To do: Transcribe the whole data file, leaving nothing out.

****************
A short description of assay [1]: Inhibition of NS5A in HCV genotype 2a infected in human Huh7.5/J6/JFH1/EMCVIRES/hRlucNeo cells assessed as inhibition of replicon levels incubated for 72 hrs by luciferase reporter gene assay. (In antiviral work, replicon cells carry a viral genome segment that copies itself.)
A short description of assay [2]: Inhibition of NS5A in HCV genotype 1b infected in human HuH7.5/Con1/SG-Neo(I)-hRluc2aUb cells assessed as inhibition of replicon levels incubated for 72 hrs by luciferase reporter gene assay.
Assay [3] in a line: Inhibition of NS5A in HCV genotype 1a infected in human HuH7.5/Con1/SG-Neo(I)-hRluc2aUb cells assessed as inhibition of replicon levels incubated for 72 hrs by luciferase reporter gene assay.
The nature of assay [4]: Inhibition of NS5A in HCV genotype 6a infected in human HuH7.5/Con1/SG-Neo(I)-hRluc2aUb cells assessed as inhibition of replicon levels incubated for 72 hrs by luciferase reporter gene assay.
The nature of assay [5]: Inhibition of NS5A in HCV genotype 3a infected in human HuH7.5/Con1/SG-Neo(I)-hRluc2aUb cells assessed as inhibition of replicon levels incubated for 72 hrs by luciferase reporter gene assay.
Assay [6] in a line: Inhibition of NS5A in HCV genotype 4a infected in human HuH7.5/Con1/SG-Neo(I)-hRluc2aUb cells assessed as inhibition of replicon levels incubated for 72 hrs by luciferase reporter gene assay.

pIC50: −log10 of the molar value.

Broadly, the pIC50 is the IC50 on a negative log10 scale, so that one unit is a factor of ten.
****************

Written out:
A short description of assay [1]: Inhibition of NS5A in HCV genotype 2a infected in human Huh7.5/J6/JFH1/EMCVIRES/hRlucNeo cells assessed as inhibition of replicon levels incubated for 72 hrs by luciferase reporter gene assay. (In antiviral work, replicon cells carry a viral genome segment that copies itself.)
A short description of assay [2]: Inhibition of NS5A in HCV genotype 1b infected in human HuH7.5/Con1/SG-Neo(I)-hRluc2aUb cells assessed as inhibition of replicon levels incubated for 72 hrs by luciferase reporter gene assay.
Assay [3] in a line: Inhibition of NS5A in HCV genotype 1a infected in human HuH7.5/Con1/SG-Neo(I)-hRluc2aUb cells assessed as inhibition of replicon levels incubated for 72 hrs by luciferase reporter gene assay.
The nature of assay [4]: Inhibition of NS5A in HCV genotype 6a infected in human HuH7.5/Con1/SG-Neo(I)-hRluc2aUb cells assessed as inhibition of replicon levels incubated for 72 hrs by luciferase reporter gene assay.
The nature of assay [5]: Inhibition of NS5A in HCV genotype 3a infected in human HuH7.5/Con1/SG-Neo(I)-hRluc2aUb cells assessed as inhibition of replicon levels incubated for 72 hrs by luciferase reporter gene assay.
Assay [6] in a line: Inhibition of NS5A in HCV genotype 4a infected in human HuH7.5/Con1/SG-Neo(I)-hRluc2aUb cells assessed as inhibition of replicon levels incubated for 72 hrs by luciferase reporter gene assay.

pIC50: −log10 of the molar value.

Broadly, the pIC50 is the IC50 on a negative log10 scale, so that one unit is a factor of ten.